By Jorge Steven Acuña
A typical day for a college student usually starts off with the constant snoozing of an alarm clock prior to our first class, but life as we know it doesn't always go as planned. What I thought was supposed to be an ordinary college day, took a turn for the worse on the morning of Wednesday, March 7. It was on that day that I was awoken by several ICE (Immigration and Custom Enforcement) agents, who had raided my house. Many have asked what it felt like at that moment, others asked what my first reaction was. My response to both of those questions is an astounding 'nothing.'
It's an amazing concept to realize how the life you have lived in a land you call home can come crashing down before your eyes as your father is being arrested next to the dinner table; a table that, by its rugged appearance, represents the countless memories of love and joy shared as a family through the 11 years living in the United States. Nothing was felt in those moments when I saw my mother cry before my eyes as she screamed out in anger for what had just happened to the man she has been happily in love with for 20 years. Nothing was said on that two-hour drive to Baltimore's ICE Field Office. Upon arriving to the office, we were told we'd be let out that same night. As humans, we tend to find even the slightest source of hope in every negative situation. The idea that I would be home that night finally made me feel something: hope.
Three sets of fingerprints, countless tears, and two water bottles later, I was in a detention room filled with other detainees. Amongst the men, was my father. I explained to him that we were not criminals and we would not be treated as such. I assured him that I was going to make it to my class later that night and that everything was going to be alright. I told him this because I was hopeful it would be unjust to not let my law-abiding family be free. However, a decision was made that was sent from a superior down to an inferior, past another person into the commands of an officer who walked into the detention room and said, "... you will be going to a jail until you are deported back to your home country."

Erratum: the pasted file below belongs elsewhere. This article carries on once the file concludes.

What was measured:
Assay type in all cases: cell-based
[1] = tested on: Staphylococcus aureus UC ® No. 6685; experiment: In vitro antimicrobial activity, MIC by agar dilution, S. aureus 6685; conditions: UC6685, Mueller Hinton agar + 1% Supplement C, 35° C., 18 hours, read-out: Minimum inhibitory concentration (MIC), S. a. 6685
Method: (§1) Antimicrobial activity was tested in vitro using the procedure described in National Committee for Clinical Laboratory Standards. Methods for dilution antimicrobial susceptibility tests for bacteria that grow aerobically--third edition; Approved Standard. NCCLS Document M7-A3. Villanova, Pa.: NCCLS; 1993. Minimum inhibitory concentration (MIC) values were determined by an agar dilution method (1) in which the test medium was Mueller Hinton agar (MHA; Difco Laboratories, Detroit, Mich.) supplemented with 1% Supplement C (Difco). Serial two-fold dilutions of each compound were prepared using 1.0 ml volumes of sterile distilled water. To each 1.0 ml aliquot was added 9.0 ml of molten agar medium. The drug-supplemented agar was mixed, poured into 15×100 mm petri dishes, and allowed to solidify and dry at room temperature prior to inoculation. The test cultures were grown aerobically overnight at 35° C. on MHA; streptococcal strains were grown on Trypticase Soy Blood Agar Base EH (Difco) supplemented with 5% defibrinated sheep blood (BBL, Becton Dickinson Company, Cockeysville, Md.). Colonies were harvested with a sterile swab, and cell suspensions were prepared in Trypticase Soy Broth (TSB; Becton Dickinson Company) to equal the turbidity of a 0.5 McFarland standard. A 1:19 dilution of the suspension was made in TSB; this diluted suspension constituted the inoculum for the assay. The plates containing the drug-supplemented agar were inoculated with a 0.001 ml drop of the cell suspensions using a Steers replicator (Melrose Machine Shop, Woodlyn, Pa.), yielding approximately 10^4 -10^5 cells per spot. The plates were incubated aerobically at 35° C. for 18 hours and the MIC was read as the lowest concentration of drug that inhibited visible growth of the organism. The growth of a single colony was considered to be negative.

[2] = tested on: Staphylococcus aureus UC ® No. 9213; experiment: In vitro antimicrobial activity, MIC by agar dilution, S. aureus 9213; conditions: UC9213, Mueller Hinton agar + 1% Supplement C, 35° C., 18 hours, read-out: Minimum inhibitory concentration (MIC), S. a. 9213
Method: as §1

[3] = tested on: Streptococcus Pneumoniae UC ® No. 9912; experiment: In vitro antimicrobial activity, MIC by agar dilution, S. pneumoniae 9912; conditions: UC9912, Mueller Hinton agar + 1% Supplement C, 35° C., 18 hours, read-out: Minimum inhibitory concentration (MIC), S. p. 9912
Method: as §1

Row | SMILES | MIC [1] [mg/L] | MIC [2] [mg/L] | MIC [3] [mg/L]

Nothing is an amazing concept within the realm of human emotions. As humans, we are supposed to feel emotions. We are not objects that can be manipulated as such. However, after that statement, it was back to nothing. Nothing was felt when I was locked up in a maximum-security cell with my father. Nothing was felt as I saw my mother weep before my eyes as she shed every last tear in her loving motherly eyes. Nothing was felt when I woke up at night to hear my father cry. Nothing was felt during the countless apologies from my parents for having to live through this. Nothing. Nothing. Nothing.
I didn't feel any emotion during those six days in jail. The gift of emotion came back to my heart when I was free again. Joy and relief was pumped to every part of my body as I was let out with my family on the afternoon of Tuesday, March 13th. I will not mention my experiences in jail those six days; for I am not here to tell you what to expect. Instead, I would like to state that this sort of injustice is inhumane, not only to me, but to those who lived it or those that wake up and go to sleep in fear of living this.
My friends and family had their voices heard. They advocated for me and urged many people with power to make a change. I realize now that far too often we as humans do nothing for the injustices around us. My friends went against all odds and fought for something they believed was unjust. JSA started out symbolizing my initials. Now it represents a new movement--Justice for Students in America.
My promise to everyone reading this blog is that no matter what tomorrow brings, I will fight for justice and advocate for change. Your responsibility as my audience is to take action against the injustices faced in the world's most powerful nation. Register to vote, sign petitions for change, and never be afraid to do something for what you believe in.
Jorge Steven Acuña is a 19-year old Montgomery College student. He and his parents came to the U.S. from Colombia over a decade ago and were denied political asylum. On March 7, 2012, they were detained by ICE agents. Jorge Steven excelled academically and athletically in high school and is one semester away from receiving a degree from Montgomery College, where he holds a 3.5 GPA! He dreams of going to medical school at Johns Hopkins University and is the epitome of everything the DREAM Act stands for. Contact Jorge Steven Acuña at firstname.lastname@example.org.